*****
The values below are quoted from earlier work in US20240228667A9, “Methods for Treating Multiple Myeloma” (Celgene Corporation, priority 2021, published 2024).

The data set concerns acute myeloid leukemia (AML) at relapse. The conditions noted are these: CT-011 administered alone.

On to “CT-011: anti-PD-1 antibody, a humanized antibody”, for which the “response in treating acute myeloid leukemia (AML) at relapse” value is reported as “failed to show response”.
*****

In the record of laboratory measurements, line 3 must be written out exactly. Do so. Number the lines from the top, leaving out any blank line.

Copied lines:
On to “CT-011: anti-PD-1 antibody, a humanized antibody”, for which the “response in treating acute myeloid leukemia (AML) at relapse” value is reported as “failed to show response”.